Emerging Objects, frontrunners in the 3D printing industry, has developed a 3D-printed ceramic “Cool Brick” that uses nothing but water to cool homes in hot, dry climates. This is the first project of its kind, now on exhibit in San Francisco, and it demonstrates technology that could make a radical change to home energy use in arid regions.
The design firm behind this amazing innovation has proven they have an eco-friendly heart by using recycled materials in past projects. With this new development, they have married ancient technology with modern printing capabilities to answer the very serious question of how to reduce cooling costs as global temperatures rise. The 3D-printed ceramic bricks are based on evaporative cooling systems used as far back as 2500 B.C. With only water needed to provide a cooling effect, technology like this could eventually lead to slashing energy costs by reducing the need for expensive air-conditioning units.
Related: Ceramic “Ecooler” screen is a beautiful passive cooling system
Cool Brick is a new kind of passive cooling system that uses only water to cool rooms in hot, dry areas. The printed bricks are porous to absorb water, and they fit together like LEGOs to build a screen. Held together with mortar, the brick lattice forms a cool, protective layer against a wall, keeping it insulated from the heat.
This kind of innovation could go a long way to reducing the reliance on energy in hot, arid regions where air conditioning is impractical and expensive. Cool Bricks have the ability to cool the air without removing humidity as well, making a separate humidifier unnecessary (and thus eliminating the additional energy costs). Emerging Objects already has plans to use 3D printing technology to crank out entire buildings, and with this step forward, one might wonder when they will attempt to print a self-cooling 3D home.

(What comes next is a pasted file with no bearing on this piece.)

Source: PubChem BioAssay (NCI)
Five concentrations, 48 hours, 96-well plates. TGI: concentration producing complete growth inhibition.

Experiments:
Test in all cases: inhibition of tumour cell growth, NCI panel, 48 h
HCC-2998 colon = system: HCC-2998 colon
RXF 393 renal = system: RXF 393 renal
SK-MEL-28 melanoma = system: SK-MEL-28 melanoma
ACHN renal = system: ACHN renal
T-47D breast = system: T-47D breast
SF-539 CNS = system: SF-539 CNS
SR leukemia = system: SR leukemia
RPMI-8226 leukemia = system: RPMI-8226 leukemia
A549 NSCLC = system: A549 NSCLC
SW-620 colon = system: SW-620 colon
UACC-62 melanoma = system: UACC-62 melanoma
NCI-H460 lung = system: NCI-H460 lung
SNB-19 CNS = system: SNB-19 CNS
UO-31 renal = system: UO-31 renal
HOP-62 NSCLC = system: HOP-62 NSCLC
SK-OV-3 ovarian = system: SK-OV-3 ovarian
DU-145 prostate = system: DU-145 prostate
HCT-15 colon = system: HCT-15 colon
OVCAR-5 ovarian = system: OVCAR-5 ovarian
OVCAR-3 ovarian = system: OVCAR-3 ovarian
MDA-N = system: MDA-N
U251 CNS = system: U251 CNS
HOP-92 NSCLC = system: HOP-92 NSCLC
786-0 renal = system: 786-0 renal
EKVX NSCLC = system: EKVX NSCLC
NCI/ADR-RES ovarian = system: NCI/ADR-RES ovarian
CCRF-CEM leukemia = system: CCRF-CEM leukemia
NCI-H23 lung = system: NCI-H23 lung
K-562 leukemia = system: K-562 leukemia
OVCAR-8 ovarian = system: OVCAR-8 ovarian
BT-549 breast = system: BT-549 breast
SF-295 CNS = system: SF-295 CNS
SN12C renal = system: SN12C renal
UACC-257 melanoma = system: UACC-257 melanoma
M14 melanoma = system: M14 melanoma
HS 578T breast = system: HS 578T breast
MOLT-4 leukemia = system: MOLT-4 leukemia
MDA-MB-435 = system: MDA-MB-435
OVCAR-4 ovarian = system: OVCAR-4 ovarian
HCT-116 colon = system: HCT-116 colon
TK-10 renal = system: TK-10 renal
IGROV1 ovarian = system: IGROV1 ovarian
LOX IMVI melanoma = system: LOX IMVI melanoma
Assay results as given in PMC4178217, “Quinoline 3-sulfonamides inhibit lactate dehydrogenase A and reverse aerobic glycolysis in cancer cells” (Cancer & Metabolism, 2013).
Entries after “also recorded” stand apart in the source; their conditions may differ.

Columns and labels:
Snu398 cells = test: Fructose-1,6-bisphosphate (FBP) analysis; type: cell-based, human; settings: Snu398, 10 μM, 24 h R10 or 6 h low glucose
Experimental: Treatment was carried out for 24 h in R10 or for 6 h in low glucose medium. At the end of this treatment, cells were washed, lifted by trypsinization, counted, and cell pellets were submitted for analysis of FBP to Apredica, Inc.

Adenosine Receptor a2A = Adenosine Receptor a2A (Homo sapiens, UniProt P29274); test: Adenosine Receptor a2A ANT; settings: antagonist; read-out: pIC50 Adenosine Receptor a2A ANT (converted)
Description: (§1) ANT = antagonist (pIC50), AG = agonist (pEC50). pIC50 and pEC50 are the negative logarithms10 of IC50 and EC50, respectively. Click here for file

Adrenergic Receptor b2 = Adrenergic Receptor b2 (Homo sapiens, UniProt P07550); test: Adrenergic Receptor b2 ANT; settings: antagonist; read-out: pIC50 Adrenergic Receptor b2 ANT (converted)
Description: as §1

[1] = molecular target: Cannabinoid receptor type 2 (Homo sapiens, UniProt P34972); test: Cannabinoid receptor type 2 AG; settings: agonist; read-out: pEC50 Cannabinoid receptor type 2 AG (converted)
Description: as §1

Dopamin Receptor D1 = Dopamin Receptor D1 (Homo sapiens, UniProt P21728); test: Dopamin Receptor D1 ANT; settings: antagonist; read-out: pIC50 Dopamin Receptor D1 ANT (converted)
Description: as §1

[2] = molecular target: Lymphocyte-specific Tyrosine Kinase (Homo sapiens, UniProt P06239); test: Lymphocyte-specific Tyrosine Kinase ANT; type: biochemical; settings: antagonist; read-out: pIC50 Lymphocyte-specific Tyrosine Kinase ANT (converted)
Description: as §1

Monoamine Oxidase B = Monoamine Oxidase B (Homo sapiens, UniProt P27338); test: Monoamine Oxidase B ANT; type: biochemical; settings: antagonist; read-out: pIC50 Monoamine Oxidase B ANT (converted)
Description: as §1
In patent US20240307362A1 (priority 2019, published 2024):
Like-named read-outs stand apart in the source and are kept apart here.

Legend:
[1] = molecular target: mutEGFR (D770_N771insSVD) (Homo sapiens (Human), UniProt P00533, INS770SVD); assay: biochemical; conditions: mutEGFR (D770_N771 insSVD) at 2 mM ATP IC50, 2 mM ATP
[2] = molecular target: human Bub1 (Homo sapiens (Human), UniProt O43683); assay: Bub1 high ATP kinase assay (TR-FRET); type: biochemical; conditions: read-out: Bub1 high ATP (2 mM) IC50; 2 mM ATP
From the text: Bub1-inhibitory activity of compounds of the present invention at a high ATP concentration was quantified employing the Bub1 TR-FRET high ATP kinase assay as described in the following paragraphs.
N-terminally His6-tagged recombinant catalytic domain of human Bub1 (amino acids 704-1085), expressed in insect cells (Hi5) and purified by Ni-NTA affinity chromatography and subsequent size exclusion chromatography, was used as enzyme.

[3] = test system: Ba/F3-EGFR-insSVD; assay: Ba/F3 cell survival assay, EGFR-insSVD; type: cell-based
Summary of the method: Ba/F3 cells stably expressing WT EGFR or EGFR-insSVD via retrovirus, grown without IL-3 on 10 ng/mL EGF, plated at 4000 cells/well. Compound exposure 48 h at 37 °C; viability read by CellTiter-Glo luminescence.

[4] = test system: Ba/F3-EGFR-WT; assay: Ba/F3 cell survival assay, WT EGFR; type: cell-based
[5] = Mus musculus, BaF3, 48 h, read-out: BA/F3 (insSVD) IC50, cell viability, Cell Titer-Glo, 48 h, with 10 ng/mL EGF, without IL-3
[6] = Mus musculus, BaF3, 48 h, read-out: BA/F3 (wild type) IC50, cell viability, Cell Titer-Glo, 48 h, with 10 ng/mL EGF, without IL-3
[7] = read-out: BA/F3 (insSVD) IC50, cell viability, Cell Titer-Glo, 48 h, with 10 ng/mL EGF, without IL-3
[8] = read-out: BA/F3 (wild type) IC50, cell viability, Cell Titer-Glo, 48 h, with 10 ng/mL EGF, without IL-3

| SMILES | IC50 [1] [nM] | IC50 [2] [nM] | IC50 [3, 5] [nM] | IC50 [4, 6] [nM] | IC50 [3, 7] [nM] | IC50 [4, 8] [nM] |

Images via Emerging Objects.
Evaporation cooling is quite old and prevalent in villages and use of 'khus khus' in many dry urban areas. In humid and wet atmosphere, the effectiveness is lower. Still, I compliment the concept being used smartly. Regards.
Great idea, if the hot place you live is low humidity. However, with high humidity and high temperatures, large parts of the southern U.S. would not find it very useful. Summer in Central Texas is like walking into a sauna most days, that is why "water coolers" aren't very useful here. Its much worse on the coast.
It's a really nice design. It looks cool too. I would like to find out more about how they settled on that structure. However, it looks like it is a choice between low water use and low energy use, and both of those things will be major issues in arid climates in the near future. I wonder if it can work with salt water.
What would be interesting is id they could build these as 8\'X 4 panels with the water delivery system being incorporated into panel connectors. Placing and connecting the panels with minimal mortar and having the connection \"channel joiners\" be the water vias as well as have conduit for electrical and even hot and cold water lines. Maybe the weight of larger panels would be prohibitive for a single builder, but I\'m thinking larger, interlocking panels could reduce construction costs and time.
Although you say "... have the ability to cool the air without removing humidity..."¿Could this brick take the water from de air in order to dry a humid room -in tropical humid climates- reversing The process?
Hot-dry areas mostly have water shortages. So will this be only for reach people/countries?